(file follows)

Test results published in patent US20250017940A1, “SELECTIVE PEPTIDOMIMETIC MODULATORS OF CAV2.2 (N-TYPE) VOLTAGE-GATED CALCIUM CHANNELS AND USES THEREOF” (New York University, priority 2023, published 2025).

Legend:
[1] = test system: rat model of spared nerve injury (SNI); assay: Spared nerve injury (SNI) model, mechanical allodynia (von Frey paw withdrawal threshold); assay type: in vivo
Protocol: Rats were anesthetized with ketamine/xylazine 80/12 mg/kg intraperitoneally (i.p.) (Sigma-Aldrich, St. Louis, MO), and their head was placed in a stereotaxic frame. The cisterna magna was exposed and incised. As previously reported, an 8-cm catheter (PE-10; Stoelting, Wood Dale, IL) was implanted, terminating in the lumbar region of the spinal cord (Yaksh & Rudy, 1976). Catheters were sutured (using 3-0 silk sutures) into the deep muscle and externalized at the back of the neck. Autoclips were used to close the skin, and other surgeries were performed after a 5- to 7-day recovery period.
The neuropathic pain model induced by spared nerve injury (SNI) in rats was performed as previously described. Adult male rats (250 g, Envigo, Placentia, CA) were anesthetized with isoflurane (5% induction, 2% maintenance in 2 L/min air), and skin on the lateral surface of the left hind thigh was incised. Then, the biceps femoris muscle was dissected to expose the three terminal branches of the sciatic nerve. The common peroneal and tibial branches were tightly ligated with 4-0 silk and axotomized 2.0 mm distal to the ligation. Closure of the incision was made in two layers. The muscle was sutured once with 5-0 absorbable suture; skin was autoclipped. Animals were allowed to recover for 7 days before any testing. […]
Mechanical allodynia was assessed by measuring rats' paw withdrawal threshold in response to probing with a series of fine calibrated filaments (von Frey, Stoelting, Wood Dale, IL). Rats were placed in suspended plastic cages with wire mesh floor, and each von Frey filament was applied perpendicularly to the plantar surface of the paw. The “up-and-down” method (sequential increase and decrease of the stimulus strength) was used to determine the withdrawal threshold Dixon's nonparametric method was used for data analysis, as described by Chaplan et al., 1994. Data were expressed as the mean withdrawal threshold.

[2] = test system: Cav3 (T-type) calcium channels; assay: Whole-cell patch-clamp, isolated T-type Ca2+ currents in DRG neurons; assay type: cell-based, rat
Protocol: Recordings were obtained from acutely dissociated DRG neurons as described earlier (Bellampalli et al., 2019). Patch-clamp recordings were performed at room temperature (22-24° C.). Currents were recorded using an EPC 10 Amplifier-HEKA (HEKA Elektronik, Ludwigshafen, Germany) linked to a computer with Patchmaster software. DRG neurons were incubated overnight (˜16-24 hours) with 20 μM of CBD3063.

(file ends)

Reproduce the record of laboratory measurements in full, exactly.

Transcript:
Test results published in patent US20250017940A1, “SELECTIVE PEPTIDOMIMETIC MODULATORS OF CAV2.2 (N-TYPE) VOLTAGE-GATED CALCIUM CHANNELS AND USES THEREOF” (New York University, priority 2023, published 2025).

Legend:
[1] = test system: rat model of spared nerve injury (SNI); assay: Spared nerve injury (SNI) model, mechanical allodynia (von Frey paw withdrawal threshold); assay type: in vivo
Protocol: Rats were anesthetized with ketamine/xylazine 80/12 mg/kg intraperitoneally (i.p.) (Sigma-Aldrich, St. Louis, MO), and their head was placed in a stereotaxic frame. The cisterna magna was exposed and incised. As previously reported, an 8-cm catheter (PE-10; Stoelting, Wood Dale, IL) was implanted, terminating in the lumbar region of the spinal cord (Yaksh & Rudy, 1976). Catheters were sutured (using 3-0 silk sutures) into the deep muscle and externalized at the back of the neck. Autoclips were used to close the skin, and other surgeries were performed after a 5- to 7-day recovery period.
The neuropathic pain model induced by spared nerve injury (SNI) in rats was performed as previously described. Adult male rats (250 g, Envigo, Placentia, CA) were anesthetized with isoflurane (5% induction, 2% maintenance in 2 L/min air), and skin on the lateral surface of the left hind thigh was incised. Then, the biceps femoris muscle was dissected to expose the three terminal branches of the sciatic nerve. The common peroneal and tibial branches were tightly ligated with 4-0 silk and axotomized 2.0 mm distal to the ligation. Closure of the incision was made in two layers. The muscle was sutured once with 5-0 absorbable suture; skin was autoclipped. Animals were allowed to recover for 7 days before any testing. […]
Mechanical allodynia was assessed by measuring rats' paw withdrawal threshold in response to probing with a series of fine calibrated filaments (von Frey, Stoelting, Wood Dale, IL). Rats were placed in suspended plastic cages with wire mesh floor, and each von Frey filament was applied perpendicularly to the plantar surface of the paw. The “up-and-down” method (sequential increase and decrease of the stimulus strength) was used to determine the withdrawal threshold Dixon's nonparametric method was used for data analysis, as described by Chaplan et al., 1994. Data were expressed as the mean withdrawal threshold.

[2] = test system: Cav3 (T-type) calcium channels; assay: Whole-cell patch-clamp, isolated T-type Ca2+ currents in DRG neurons; assay type: cell-based, rat
Protocol: Recordings were obtained from acutely dissociated DRG neurons as described earlier (Bellampalli et al., 2019). Patch-clamp recordings were performed at room temperature (22-24° C.). Currents were recorded using an EPC 10 Amplifier-HEKA (HEKA Elektronik, Ludwigshafen, Germany) linked to a computer with Patchmaster software. DRG neurons were incubated overnight (˜16-24 hours) with 20 μM of CBD3063.